Just like the United States during the summer, the United Kingdom has countless music festivals. From Glastonbury to Bestival and Isle of Wight to Reading/Leeds, there are festivals for all types of music throughout the warmer months. However, if you're interning in UK and attending a music festival, it can be different than attending one in the states. Weather and climate are two things that need to be accounted for, but there are also small cultural differences that should also be factored in.
Music festivals are such a massive part of the summer in the U.K. that if you find yourself traveling through during the warmer months, you will definitely want to check one out. It doesn’t matter what your taste in music is, there is a festival for everyone. Each one is unique and has its own built in culture. Here are some general tips to keep in mind when attending a U.K. festival.
“Wellies,” or as we call them, rain boots
More likely than not, if you go to a music festival in the United Kingdom, it will rain. It will get muddy as a result, and you will want to be prepared. Rain boots may be cumbersome but are necessary in the event that it starts to rain. Most festivals will sell them on site, but they will be really expensive. Be careful though, rain boots are a hot ticket item at festivals, and sometimes, unattended pairs can go missing. It’s best not to bring a pair you spent a lot of money on or are particularly attached to.
“Loo-roll,” or a we say, toilet paper
Depending on what festival you hit up, there could be hundreds of thousands of people there. Most of them last at least three days, so imagine what the bathroom situation will look like around day three. Or even day two. It is better to be safe than sorry. Pack a few rolls. It will come in handy for other things as well.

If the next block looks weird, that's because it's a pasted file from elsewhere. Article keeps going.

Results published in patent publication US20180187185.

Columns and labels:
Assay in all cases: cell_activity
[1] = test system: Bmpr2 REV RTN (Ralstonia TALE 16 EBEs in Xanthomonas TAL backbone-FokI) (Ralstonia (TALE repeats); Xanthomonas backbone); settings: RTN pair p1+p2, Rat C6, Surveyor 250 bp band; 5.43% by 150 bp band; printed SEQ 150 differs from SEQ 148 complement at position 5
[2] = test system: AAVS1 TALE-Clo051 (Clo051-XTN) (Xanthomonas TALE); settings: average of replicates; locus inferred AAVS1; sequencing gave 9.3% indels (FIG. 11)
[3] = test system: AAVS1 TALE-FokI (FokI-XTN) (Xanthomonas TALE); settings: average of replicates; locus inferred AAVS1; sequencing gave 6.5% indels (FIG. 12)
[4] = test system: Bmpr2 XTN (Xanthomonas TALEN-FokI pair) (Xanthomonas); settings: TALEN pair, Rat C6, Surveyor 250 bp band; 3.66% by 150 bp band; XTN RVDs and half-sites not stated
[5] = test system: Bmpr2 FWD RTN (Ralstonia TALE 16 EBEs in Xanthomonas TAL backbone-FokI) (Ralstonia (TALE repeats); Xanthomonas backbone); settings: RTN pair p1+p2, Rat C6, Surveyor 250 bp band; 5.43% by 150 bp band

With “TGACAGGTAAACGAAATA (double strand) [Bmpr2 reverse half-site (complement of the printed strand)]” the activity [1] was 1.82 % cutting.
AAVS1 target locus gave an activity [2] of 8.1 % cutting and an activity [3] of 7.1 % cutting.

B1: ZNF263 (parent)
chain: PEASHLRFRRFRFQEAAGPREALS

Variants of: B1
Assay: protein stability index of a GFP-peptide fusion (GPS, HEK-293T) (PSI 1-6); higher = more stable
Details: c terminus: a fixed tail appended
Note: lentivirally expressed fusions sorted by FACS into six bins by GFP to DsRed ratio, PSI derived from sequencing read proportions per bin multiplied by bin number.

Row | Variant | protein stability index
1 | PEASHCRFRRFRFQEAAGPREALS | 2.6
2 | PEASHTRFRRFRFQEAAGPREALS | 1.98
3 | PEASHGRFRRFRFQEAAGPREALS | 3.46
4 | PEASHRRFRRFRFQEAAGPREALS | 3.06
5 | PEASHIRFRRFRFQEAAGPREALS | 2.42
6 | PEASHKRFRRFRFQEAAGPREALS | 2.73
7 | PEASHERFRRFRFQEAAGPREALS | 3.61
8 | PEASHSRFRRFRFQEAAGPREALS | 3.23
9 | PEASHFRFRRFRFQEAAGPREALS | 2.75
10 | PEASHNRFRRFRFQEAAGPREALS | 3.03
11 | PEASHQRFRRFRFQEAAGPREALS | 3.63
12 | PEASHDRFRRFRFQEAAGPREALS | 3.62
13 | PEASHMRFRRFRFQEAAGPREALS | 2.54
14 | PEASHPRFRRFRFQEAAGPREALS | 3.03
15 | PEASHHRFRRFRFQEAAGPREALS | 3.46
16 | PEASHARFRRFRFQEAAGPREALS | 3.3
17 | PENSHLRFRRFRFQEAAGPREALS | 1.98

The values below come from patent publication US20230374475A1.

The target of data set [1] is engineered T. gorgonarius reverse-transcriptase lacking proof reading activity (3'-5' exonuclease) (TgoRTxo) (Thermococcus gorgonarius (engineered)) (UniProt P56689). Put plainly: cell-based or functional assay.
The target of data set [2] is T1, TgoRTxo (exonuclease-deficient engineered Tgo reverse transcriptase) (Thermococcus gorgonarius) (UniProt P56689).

You don’t want to get stuck without money at a music festival. There are tons of merch that needs to be bought, ciders that need to be consumed, and weird food items to try. Sometimes at big events like this, the ATMs will only allow you to use cards connected to UK bank accounts, and if you have your foreign card, you are out of luck. Bring extra cash with you - just remember to keep it safe. Rock a fanny pack (although do NOT call it that while you are over there). All the indie kids do.
Most people camp at English festivals. Unlike some American festivals where you can stay at a hotel near by, festivals like Bestival require you to stay on the campgrounds the entire time. Unless you spring for the expensive VIP treatment, showers will be hard to come by. Sometimes you can find a spigot, but the line will circle the grounds. Take a deep breath, and accept the fact that every one else isn’t showering either. Instead, take a “festival shower” by using baby wipes.
Not just for the music, but for sleeping. Unlike some American festivals where the music stops promptly at 11pm and resumes the next morning, there are usually things going on all night because festival goers are on the grounds 24/7. Sure, you will want to participate in everything, but you will have to sleep at some point, and it will be tricky with the dance tent raging right next to yours. Pop in some earplugs, get a few hours of shut eye, and be ready to party on the next day.
It may be summer, but depending on where you are, it will get cold at night especially if it is raining. You may think that extra sweater (or as the Brits say, “jumper”) will take up too much space in your pack, but you will be glad you have it once the sun goes down. You don’t want to wake up freezing and unable to get the much needed sleep you will be craving by day three. If your friends say, “You won’t need it. It’s summer,” don’t listen. Pack a pair of long pants as well.